NU-NRP reaches out to secular voters

Elon: "If we will be a sectoral party, then we have failed in our task."

By ETGAR LEFKOVITS
March 22, 2006 03:20
1 minute read.

 
X

Dear Reader,
As you can imagine, more people are reading The Jerusalem Post than ever before. Nevertheless, traditional business models are no longer sustainable and high-quality publications, like ours, are being forced to look for new ways to keep going. Unlike many other news organizations, we have not put up a paywall. We want to keep our journalism open and accessible and be able to keep providing you with news and analyses from the frontlines of Israel, the Middle East and the Jewish World.

As one of our loyal readers, we ask you to be our partner.

For $5 a month you will receive access to the following:

  • A user experience almost completely free of ads
  • Access to our Premium Section
  • Content from the award-winning Jerusalem Report and our monthly magazine to learn Hebrew - Ivrit
  • A brand new ePaper featuring the daily newspaper as it appears in print in Israel

Help us grow and continue telling Israel’s story to the world.

Thank you,

Ronit Hasin-Hochman, CEO, Jerusalem Post Group
Yaakov Katz, Editor-in-Chief

UPGRADE YOUR JPOST EXPERIENCE FOR 5$ PER MONTH Show me later

Attempting to broaden its appeal, the National Union-National Religious Party reached out to secular Israeli voters on Tuesday, promoting its joint right-wing list as the best choice for the nationalist camp. "If we will be a sectoral party, then we have failed in our task," party leader Benny Elon said at a Jerusalem press conference which featured several secular former Likud, Labor and Kadima supporters who have jumped political ship to the National Union-NRP. Recent public opinion polls indicate that the National Union-NRP will win between eight and 10 seats in next week's elections, significantly lower than the 15 seats that party officials had been hoping to get following the long-planned merger of the two parties. The National Union-NRP is competing with both Likud and Avigdor Lieberman's increasingly-popular Israel Beiteinu for the right-wing vote. "If you're voting, at least vote for those people who are honest with themselves, and who have a conscience," said Eli Hadad, a former Likud activist from Ma'aleh Adumim who endorsed the National Union-NRP at the event. The press conference mirrored a similar event held by Kadima earlier this month which featured religious Israelis who said they were voting for Kadima. Speaking under a banner that said "I am secular and voting National Union-NRP," Elon cast doubt on public opinion polls which are forecasting a landslide Kadima victory, saying that a right-wing nationalist government would, in fact, come to power. The party's attempt to reach out to the secular public was somewhat blunted by the fact that Aryeh Eldad is its only secular candidate with a realistic chance of entering the Knesset, although three secular candidates are in the party's top 20 slots. Eldad said that internal party opinion polls indicated that about 40 percent of its supporters are not religious.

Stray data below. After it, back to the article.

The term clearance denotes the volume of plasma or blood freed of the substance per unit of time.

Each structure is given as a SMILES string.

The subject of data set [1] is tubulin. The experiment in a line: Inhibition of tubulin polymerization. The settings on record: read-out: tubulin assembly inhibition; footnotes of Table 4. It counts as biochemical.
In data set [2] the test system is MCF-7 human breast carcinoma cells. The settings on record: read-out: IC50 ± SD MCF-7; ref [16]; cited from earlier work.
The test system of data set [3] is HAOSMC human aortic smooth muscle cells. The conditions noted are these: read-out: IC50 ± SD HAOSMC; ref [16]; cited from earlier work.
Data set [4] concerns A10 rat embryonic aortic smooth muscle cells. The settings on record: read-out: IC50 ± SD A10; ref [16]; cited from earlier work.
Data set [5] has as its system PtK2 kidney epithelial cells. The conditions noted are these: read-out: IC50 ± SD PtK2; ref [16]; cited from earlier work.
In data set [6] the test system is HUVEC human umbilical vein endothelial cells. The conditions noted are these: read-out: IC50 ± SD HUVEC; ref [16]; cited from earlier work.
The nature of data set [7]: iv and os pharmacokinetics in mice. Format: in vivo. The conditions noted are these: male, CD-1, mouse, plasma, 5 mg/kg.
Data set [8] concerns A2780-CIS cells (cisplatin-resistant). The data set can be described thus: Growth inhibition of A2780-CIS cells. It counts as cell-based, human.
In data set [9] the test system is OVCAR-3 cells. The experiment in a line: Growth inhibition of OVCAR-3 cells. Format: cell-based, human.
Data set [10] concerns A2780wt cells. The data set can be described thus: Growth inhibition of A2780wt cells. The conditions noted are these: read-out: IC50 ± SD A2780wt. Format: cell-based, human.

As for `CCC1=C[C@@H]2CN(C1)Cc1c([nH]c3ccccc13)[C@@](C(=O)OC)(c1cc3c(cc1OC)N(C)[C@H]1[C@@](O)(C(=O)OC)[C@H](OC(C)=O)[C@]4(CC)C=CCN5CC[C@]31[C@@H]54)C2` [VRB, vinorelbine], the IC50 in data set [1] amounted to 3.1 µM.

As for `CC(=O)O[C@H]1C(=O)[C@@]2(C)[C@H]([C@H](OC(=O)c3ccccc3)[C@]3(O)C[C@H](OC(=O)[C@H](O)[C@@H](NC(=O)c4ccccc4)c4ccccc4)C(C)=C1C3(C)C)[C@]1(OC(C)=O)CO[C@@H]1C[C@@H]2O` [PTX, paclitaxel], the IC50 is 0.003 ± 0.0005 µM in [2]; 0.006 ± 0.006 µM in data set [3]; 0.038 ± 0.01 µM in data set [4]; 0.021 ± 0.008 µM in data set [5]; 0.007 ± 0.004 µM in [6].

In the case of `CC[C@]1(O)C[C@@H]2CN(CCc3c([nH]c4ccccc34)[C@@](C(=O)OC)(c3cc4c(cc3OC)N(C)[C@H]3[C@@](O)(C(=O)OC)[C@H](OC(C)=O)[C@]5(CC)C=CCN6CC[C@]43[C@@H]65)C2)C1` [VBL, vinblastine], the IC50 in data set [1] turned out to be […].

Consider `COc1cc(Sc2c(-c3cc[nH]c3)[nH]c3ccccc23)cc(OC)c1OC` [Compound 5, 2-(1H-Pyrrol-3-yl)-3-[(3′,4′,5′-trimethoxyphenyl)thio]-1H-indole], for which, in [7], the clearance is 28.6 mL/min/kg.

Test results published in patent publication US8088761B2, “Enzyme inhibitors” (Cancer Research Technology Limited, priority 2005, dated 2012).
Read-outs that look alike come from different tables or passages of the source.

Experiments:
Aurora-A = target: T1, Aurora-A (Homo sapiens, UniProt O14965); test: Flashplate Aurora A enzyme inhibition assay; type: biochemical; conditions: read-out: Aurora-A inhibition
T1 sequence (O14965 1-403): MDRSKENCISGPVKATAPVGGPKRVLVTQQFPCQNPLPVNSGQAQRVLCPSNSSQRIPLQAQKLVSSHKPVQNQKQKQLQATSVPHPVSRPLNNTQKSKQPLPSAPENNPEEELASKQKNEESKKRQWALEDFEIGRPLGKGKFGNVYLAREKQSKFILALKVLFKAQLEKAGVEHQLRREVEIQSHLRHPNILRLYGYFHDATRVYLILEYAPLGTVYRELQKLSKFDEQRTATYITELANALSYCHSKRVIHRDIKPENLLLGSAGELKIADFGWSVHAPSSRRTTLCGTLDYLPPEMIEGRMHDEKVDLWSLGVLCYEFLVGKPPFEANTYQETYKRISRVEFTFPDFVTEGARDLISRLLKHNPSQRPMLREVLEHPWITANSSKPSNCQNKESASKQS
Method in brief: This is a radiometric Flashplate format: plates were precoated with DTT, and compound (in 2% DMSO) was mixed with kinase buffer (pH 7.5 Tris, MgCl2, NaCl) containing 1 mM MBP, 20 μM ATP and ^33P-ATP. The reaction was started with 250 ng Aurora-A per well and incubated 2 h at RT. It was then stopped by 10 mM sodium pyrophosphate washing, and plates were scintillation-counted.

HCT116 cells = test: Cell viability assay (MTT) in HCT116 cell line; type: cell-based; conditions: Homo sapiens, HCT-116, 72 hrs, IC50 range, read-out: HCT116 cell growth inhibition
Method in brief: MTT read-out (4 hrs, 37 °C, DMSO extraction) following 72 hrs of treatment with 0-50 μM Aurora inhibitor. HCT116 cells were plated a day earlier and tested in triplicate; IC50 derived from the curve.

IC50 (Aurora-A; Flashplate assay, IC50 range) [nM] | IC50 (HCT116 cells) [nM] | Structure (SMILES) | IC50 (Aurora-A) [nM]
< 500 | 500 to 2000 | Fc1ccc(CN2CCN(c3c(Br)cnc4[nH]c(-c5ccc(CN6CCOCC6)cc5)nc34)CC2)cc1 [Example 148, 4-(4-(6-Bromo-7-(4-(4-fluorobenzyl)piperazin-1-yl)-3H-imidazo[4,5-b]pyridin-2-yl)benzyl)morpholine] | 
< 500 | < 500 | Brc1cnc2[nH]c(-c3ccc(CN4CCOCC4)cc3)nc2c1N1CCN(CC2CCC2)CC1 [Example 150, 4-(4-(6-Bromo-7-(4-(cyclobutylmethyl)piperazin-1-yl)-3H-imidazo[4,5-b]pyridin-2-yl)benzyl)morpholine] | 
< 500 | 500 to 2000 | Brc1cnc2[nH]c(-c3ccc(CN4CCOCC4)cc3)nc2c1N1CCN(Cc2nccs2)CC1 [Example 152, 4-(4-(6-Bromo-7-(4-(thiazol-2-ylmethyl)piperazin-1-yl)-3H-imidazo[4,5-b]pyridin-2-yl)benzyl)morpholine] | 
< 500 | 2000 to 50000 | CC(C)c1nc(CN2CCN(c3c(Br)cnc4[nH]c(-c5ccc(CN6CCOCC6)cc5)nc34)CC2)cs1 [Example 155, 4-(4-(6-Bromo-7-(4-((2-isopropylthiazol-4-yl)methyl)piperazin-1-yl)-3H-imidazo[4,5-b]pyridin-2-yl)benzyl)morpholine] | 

Join Jerusalem Post Premium Plus now for just $5 and upgrade your experience with an ads-free website and exclusive content. Click here>>

Related Content

Jisr az-Zarq
April 3, 2014
Residents of Jisr az-Zarqa beckon Israel Trail hikers to enjoy their town

By SHARON UDASIN